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 +Try a few experiments with the katana skill yourself, for each attempt you'll need either a long sword or greatsword to use as the donor and either 1, 20 or 32 ingots for the sword - more ingots create a more powerful sword (See Ingot Weapon Chart for katana types).
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 +Weapon Dismantle Weapon Dismantle (or WD - see Dismantle Guide) is a reasonably new skill, it allows you to take apart a weapon and recover a percentage of the ingots and dust involved. At best you'll recover maybe 75% of the ingots and dust, at worst you'll lose most of the ingots and all the dust.
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 +Previously smiths were always forced to either keep hold of their "​skilling junk" (swords made during the skilling process) or sell them at the merchant - with dismantle they can now dismantle their junk and recover some of the ingots allowing them to skill for longer periods of time and reach higher levels a little more easily.
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 +The best way to improve your WD is to place multiple swords into your workbench and dismantle them - you can either play it slow and steady by aiming for full recovery or you can power skill by using large multi-metals and benefitting from the larger amount of XP they offer.
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 +As with most smithing skills: swords can get very complex very quickly when dealing with dusted weapons, so don't attempt to dismantle one until you know you're up to it!
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 +Dusts Dusts (See [[Glowing Dusts]]) can be added to a weapon when it's created or when it's converted, however they are more of an advanced topic because they can make simple tasks incredibly complex and so likely to fail.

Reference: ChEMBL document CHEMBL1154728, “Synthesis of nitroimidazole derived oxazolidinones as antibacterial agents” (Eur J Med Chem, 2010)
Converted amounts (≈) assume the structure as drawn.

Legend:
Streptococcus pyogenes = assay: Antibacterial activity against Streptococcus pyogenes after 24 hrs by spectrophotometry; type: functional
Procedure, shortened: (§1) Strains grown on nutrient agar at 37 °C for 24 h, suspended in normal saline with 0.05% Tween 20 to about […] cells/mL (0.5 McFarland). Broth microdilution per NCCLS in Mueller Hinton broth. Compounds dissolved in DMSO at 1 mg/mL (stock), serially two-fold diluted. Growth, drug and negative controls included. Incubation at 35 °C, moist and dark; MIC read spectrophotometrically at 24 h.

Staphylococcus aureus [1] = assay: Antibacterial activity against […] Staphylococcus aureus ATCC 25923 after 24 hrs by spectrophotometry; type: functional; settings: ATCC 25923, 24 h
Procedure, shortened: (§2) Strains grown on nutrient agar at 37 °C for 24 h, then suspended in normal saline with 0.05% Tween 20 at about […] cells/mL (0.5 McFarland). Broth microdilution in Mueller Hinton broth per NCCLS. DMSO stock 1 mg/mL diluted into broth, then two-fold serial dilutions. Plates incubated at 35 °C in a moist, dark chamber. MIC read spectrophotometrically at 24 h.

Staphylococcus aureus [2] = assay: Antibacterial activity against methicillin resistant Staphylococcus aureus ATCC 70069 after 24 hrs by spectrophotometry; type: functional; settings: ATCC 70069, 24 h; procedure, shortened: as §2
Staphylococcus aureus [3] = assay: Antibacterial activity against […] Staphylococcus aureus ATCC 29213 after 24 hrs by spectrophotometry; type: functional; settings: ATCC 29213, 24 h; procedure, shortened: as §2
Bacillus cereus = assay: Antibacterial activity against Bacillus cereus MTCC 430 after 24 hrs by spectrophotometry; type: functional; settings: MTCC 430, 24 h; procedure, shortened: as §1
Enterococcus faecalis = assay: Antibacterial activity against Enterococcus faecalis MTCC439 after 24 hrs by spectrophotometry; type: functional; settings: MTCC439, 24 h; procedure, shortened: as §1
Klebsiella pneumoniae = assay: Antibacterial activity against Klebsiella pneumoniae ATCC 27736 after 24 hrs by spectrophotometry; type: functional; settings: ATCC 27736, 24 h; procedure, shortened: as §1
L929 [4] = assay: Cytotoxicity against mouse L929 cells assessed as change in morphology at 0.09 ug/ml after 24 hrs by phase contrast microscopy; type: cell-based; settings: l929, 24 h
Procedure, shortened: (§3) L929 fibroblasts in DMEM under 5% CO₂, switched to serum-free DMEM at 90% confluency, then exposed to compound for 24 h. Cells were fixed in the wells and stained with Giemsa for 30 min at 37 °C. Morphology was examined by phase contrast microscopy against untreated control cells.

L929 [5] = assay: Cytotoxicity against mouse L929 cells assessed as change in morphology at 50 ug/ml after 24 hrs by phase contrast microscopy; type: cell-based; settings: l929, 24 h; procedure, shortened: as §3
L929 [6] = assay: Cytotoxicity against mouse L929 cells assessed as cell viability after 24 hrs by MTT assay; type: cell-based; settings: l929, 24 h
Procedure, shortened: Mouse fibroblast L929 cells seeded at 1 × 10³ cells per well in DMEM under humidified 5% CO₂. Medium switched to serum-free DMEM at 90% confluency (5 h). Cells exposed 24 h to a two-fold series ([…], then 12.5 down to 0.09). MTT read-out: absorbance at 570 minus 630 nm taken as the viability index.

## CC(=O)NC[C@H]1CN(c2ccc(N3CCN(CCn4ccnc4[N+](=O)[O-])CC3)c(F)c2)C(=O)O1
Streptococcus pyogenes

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 +Any dusts that are present on the donor sword (great sword / long sword) will be carried over into the expertised form along with any extra dusts you add.
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 +Leave them well alone until you know more about them!
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 +Finishing up Well that's it for a beginners guide, you should probably check out one of the other move advanced smithing guides - they will offer more practical advice on smithing, this was more of a primer!
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 +I will leave you with a few words of wisdom;
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 +    * Don't be tempted to smith with dust until you understand how much harder it makes the difficulty because you'll just destroy them.
 +    * Don't attempt to make swords for other people unless you are both happy that you'll be able to make it without too many lost ingots or dusts.
 +    * Always create the largest pure (single type of ingot) weapons you can as these will do the most damage. ​
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 +- Rika
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 +[[Basic Smithing]]
  
smithing_for_beginners.txt ยท Last modified: 2015/02/19 11:45 by admin